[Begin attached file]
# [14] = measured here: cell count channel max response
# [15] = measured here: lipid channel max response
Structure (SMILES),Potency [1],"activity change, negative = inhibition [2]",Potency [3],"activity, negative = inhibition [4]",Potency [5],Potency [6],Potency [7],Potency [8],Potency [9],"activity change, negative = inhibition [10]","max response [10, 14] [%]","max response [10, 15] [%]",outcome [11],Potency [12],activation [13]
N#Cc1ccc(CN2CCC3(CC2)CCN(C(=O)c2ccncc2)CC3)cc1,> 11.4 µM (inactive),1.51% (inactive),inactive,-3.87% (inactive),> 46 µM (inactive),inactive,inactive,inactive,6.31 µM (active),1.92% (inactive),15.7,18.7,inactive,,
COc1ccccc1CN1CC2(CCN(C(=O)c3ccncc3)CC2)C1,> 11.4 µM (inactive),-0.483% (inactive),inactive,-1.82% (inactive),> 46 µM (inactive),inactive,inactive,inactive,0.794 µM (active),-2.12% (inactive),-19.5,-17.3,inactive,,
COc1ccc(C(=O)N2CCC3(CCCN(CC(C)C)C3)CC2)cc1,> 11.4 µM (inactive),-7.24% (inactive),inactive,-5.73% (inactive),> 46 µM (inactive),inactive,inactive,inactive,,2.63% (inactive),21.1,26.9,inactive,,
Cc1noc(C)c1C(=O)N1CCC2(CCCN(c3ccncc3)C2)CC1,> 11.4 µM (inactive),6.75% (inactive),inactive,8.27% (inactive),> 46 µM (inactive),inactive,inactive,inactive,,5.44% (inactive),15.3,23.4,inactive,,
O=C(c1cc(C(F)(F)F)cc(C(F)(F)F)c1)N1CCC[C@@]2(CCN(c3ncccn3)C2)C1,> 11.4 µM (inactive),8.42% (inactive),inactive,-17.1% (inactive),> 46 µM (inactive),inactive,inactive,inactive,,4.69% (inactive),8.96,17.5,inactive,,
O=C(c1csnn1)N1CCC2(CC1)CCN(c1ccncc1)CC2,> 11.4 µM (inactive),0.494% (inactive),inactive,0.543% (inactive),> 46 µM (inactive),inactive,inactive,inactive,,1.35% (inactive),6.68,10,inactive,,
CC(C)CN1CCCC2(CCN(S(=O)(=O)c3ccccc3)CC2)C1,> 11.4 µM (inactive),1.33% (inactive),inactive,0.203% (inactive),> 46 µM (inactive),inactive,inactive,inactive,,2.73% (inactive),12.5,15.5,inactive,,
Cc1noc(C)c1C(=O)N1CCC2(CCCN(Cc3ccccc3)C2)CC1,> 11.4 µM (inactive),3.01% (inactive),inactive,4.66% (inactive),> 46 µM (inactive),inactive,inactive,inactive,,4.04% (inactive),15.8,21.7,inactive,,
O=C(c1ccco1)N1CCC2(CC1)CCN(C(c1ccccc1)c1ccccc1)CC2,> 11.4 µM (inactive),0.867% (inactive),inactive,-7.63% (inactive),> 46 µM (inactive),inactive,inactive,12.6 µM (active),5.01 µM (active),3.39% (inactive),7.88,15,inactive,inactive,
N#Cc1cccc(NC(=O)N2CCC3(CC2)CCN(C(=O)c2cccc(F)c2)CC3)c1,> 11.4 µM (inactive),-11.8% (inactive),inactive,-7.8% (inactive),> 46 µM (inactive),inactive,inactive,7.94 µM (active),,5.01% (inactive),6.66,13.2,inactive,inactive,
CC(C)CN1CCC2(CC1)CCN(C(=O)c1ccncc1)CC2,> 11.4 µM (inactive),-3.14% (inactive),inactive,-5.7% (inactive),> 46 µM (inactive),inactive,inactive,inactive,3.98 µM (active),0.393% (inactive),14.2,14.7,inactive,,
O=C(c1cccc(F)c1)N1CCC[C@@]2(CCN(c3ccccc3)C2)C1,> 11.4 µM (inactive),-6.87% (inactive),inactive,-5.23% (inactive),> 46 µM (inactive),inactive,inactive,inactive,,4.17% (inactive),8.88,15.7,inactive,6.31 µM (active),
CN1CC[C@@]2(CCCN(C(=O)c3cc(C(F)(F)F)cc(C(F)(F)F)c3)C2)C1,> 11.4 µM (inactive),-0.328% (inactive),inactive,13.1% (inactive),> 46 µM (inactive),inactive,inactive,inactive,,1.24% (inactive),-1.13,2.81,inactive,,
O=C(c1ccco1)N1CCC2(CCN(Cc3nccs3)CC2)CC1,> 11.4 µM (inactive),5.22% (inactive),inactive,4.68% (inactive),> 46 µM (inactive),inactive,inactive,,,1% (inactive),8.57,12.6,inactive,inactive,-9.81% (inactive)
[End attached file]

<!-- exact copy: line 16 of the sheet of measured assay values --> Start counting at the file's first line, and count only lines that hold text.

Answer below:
CN1CC[C@@]2(CCCN(C(=O)c3cc(C(F)(F)F)cc(C(F)(F)F)c3)C2)C1,> 11.4 µM (inactive),-0.328% (inactive),inactive,13.1% (inactive),> 46 µM (inactive),inactive,inactive,inactive,,1.24% (inactive),-1.13,2.81,inactive,,